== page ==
Written by Greg Pak
Art by Aaron Kuder and Wil Quintana
Published by DC Comics
Release Date: March 11, 2015

Superman finds himself sucked through the Multiverse for reasons unknown and deposited in the place he’d least expect — Earth-29, the Bizarroworld! Now, the Man of Steel has to face his deadly foe… I mean, his bestest friend… in order to, um, throw away nothing while hugging the cutest fluffy bunny Doomsday!

There are a few things about the comics I read as a kid that stick with me more than anything else. The stylish Kathy Kane embarking on a career as Batwoman, armed with little more than a lipstick and a pair of scalloped gloves. The Composite Superman, half Superman/half Batman, who had all the powers of the Legion of Super-Heroes and an odd green skin tone. The adventures of Polar Boy, Night Girl, Stone Boy, and the rest, fighting hard and constantly failing as the Legion of Substitute Heroes.

And the immersiveness of the Silver Age Bizarroworld, with its crazy Bizarro Lois Lane #1, Yellow Lantern, a Flash that can’t even walk fast, and the goofy, sweet, and misguided Bizarro #1.

I would spend hours pouring over my uncle’s comics from the 1950s and 60s, reveling in these weird, fun concepts and enjoying just how much heart they had in them. As an adult, I realize that I’m much more drawn to the noir and darker edge of a lot of the comic market today, but it’s not — I’m getting now — because I don’t like funny or fun comics. It may just be because my bar for that type of storytelling was set so high so early on. What can match the craziness of a 1960s Jerry Siegel/John Forte story?

Well, Action Comics #40 can.

It’s difficult to even describe how perfect Greg Pak and Aaron Kuder’s story is in terms that don’t reference that golden age of my comics reading youth, but I’m going to do my damnedest. In the span of 20 pages, Pak sets up and delivers on the concept of Bizarroworld perfectly — giving the entire world a sense of consistency and making Superman’s reaction to it both endemic of his intelligence and compassion. Another hero might barrel ahead or take off to leave these weirdzo creatures in his dust, but Superman — he sees their humanity. He gets what they’re trying to do with their lives. Bizarros just want to be happy, even if it’s a complete flip-flop from what he knows to be true about his own world.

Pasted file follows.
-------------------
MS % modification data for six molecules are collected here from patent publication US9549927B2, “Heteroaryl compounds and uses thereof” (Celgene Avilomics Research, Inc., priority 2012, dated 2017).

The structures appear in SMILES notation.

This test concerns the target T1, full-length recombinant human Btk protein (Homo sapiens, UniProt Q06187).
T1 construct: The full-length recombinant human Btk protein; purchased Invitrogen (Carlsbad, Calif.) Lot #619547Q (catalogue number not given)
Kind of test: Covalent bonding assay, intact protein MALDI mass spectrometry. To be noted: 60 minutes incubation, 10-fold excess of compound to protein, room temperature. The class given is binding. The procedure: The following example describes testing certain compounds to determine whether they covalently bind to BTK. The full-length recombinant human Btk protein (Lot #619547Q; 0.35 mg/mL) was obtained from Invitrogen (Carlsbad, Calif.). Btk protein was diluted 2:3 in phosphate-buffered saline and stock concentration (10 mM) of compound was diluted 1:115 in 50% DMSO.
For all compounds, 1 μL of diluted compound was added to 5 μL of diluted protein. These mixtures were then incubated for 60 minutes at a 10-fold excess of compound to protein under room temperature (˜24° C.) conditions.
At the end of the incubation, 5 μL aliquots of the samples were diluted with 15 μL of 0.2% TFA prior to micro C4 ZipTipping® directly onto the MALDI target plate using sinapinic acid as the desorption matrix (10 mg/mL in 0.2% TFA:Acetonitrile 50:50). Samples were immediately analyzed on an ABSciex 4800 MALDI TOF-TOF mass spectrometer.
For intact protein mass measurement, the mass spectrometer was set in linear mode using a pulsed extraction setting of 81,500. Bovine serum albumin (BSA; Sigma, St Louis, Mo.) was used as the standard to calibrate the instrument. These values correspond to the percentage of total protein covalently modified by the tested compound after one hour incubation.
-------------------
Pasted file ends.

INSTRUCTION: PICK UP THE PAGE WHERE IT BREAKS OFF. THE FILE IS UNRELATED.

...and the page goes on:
Kuder crafts Bizarroworld far finer than any other artist before him, creating this lush world that has the kind of detail you can just marvel over for hours. Every member of the Injustice League has his or her internal consistency, with even the smallest differences highlighted in these insanely beautiful spreads. It makes me chuckle to no end to see a batarang consisting of a stick of dynamite glued to actual bat wings, or the giant exclamation of MOOB! when it explodes.

Moob. It just makes me laugh like nothing else.

Will Quintana’s colors are utterly brilliant, simultaneously creating a sense of Silver Age four color beauty and simplicity, while also giving Bizarroworld a modicum of grit and wear/tear. This is a world rode hard by its inhabitants — well-loved, you might say, like a child’s toy or old comic book that just had to be read 100 times before bedtime.

And that’s what Action Comics #40 is destined to be, that comic that you just can’t put down. It’s the one you give your kid so that she’ll secretly stay up hours past bedtime with a flashlight under the covers, imagining what it would be like to live in a world where up is down, and the moon really is made of cheese. Pak and Kuder have captured something incredible here, that blends what was so great about this concept in the first place, without losing sight of their own accomplishments with Superman over the past two years.

As Bizarro would say, “Worst book of the week. Everything is less terrible than this. None of you need to read this one zero times.”

The Verdict: 10/10




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